60 Minutes features Shelton
Friday, October 31, 2014
– Blake Shelton will be the focus of a "60 Minutes" feature this Sunday.
He sat down to talk to Norah O'Donnell to talk about his music, his life and the country music genre.
Shelton, whose new album, "Bringing Back the Sunshine," says the reason the music is so popular is because its listeners and artists share a bond. "It's not just our music, I think, that people feel like they can relate to. But it's us. It's the artists that they feel like they can relate to," he said. "I know for me when I go home I hunt, I fish, and I plant corn, and I drive back roads. I literally do the things that I sing about."
O'Donnell went on tour with Shelton, attending a concert in Little Rock, Ark., and then accompanies him to his home town of Ada, Okla. There, Shelton drove her around to see the sights, including an apartment he once shared with his father in the lean years before he left for Nashville. He sits down with her for a long interview on stage at the McSwain Theater in downtown Ada.
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CD reviews for Blake Shelton
Blake Shelton has been openly critical of the traditional album format. "Fully Loaded: God's Country" is his fourth greatest hits album and third in the "Loaded" series. In an effort to release music more often, he packages five new songs with seven of previously released material that has received considerable airplay and time on the charts.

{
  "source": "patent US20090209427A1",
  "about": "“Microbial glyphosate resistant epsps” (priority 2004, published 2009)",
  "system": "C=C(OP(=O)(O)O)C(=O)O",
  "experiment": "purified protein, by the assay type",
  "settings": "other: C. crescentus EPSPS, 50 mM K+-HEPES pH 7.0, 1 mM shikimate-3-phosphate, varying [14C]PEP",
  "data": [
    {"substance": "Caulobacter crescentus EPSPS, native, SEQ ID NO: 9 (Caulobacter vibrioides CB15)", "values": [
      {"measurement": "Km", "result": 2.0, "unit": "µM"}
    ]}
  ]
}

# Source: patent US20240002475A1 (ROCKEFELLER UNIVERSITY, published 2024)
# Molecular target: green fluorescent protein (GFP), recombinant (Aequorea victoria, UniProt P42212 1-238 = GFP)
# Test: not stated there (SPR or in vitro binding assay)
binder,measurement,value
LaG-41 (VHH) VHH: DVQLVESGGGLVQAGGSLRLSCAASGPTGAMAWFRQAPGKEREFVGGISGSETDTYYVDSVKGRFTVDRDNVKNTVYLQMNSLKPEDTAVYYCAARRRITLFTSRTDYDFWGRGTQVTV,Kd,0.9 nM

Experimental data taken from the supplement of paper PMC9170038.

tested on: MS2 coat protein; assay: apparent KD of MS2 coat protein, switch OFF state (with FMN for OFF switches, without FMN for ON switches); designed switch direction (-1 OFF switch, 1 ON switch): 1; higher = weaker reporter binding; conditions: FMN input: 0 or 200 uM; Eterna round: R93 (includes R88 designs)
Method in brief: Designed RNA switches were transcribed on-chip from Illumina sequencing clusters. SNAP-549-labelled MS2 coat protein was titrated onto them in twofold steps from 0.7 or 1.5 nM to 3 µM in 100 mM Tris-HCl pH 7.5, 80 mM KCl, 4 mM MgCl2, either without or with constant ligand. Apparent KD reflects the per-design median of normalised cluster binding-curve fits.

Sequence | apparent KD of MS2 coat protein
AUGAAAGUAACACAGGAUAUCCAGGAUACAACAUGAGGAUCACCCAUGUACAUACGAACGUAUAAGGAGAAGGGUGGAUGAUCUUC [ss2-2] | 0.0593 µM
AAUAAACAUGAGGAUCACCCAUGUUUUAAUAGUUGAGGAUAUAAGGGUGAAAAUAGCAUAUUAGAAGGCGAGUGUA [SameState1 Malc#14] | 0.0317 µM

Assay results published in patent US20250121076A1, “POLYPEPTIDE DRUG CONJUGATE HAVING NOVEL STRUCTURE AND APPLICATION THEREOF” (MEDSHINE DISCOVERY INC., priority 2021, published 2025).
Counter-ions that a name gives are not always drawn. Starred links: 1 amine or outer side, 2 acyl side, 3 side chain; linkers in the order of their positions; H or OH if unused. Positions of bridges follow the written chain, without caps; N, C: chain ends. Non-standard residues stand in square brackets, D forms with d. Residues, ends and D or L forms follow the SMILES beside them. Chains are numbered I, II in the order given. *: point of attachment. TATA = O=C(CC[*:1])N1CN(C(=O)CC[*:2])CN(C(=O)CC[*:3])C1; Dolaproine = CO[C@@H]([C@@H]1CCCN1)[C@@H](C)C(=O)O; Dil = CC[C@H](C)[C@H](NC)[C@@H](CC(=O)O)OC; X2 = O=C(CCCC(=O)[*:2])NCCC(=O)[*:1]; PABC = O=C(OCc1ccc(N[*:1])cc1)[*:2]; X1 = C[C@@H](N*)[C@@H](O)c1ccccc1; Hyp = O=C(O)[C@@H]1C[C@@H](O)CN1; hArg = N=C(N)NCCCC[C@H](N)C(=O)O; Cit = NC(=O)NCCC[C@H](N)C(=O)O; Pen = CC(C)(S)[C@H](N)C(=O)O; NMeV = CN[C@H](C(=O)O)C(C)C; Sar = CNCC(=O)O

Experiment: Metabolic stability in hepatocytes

if you're looking for the fresh stuff, this is essentially an EP spearheaded by the Platinum lead single "God's Country. ...
Blake Shelton's 11th studio album finds The Voice advisor in a contented, one might even say homey, frame of mind. The opening track and first single "I'll Name the Dogs" sets the tone. It's a rollicking ode to domesticity that manages to make household chore distribution ("You find the spot and I'll find the money / You be the pretty and I'll be the funny") both romantic and amusing. The beat switches to hip-hop on "Money," but the sentiment ...
This six-song "Blake Shelton Live EP" seems a little odd. It's not as though Shelton had an especially noteworthy tour to document. Besides, at only six songs long, it's a relatively short document, anyhow. While it may be little more than a post-it note of a project, though, it also packs a powerful punch.
You recognize right away the large amount of enthusiasm the act of singing to an audience brings out of Shelton. When compared to the recorded versions of these hits, ...